Chinatown. In smell, in sight, in pulse, in soul – Chinatown. Here you will feel that you who are brown is the outsider, not they who are yellow.
Mangahas, in his 1986 introduction, contextualizes Julio’s final desperate act by writing that, in 1966 when Reyes finished his novel, one had yet to see a deeper political consciousness on the part of Filipino writers, much less an ideologically coherent body of anti-imperialist literature. Because of the lack of class analysis back then (I’m paraphrasing this from Tagalog), there were misconceptions about who comprised the negative forces in society (lvi-lvii).
It was only in the Seventies, Mangahas writes (after the declaration of Martial Law and the consequent detention of political prisoners), that progressive writers began to see more clearly that (I’m directly translating this and the following quotes from Tagalog) “American imperialism and its domestic conspirators were the real forces [my emphasis] that crippled the livelihood, politics, and culture of Philippine society.” “One cannot ascertain,” Mangahas writes, “whether Reyes’ specific objective in having Julio kill Ah Tek was simply to revenge Ligaya’s death” (lvii).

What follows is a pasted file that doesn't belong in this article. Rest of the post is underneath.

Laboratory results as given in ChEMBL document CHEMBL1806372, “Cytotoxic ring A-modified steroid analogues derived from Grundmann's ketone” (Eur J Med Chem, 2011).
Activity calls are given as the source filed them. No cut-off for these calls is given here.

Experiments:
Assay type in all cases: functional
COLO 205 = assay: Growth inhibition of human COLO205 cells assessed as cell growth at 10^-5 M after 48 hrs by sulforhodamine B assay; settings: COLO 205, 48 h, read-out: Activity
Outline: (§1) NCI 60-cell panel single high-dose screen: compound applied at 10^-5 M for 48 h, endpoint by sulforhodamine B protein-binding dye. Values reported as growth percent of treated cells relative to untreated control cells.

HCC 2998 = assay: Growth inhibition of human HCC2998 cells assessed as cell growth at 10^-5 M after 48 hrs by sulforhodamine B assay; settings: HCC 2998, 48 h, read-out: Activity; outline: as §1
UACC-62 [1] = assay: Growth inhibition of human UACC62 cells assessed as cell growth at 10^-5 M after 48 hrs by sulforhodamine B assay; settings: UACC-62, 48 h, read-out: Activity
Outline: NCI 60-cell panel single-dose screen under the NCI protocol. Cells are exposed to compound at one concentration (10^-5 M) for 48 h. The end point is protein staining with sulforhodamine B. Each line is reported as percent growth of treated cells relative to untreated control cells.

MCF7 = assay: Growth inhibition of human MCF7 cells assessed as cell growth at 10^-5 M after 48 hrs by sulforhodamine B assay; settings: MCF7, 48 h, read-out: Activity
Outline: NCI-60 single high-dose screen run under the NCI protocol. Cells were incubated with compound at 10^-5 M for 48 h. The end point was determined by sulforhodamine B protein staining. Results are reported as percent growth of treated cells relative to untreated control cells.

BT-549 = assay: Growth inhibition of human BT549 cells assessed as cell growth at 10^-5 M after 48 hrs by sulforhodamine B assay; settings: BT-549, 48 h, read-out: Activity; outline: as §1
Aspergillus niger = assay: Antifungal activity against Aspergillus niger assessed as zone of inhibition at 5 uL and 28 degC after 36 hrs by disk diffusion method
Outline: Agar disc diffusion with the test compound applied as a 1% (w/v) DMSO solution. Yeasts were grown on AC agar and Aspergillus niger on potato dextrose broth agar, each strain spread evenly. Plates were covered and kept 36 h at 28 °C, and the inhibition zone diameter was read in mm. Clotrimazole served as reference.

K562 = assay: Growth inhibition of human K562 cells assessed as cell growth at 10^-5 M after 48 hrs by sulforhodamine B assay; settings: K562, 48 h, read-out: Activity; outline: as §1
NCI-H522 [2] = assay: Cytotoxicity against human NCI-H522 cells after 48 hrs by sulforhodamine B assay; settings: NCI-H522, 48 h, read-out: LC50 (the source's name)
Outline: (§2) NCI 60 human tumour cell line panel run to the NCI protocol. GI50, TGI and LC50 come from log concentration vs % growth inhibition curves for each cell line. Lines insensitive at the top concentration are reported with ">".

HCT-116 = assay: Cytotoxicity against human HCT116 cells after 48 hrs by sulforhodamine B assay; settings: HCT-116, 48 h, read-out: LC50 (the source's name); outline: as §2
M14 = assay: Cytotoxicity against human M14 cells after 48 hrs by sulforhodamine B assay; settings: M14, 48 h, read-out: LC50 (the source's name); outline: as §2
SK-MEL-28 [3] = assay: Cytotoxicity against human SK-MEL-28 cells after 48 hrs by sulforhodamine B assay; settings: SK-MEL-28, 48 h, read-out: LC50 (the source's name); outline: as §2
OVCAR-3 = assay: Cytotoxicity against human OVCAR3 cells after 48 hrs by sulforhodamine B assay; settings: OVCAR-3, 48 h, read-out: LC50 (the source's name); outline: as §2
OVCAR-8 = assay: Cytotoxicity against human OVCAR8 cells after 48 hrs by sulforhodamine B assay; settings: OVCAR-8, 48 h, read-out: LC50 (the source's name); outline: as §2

Chinese in the Philippines (and in Southeast Asia in general) have long been historically associated with the mercantile class, but it goes way beyond benign stereotype; witness the ugly spate of kidnappings of Chinese Filipinos that continues unabated. Seen as perpetual outsiders, they’re seen in the film as abusive representatives of the bourgeoisie (in one scene, Julio witnesses a Chinese restaurant owner slap a waitress) and, as the name Ah Tek shows, capital itself.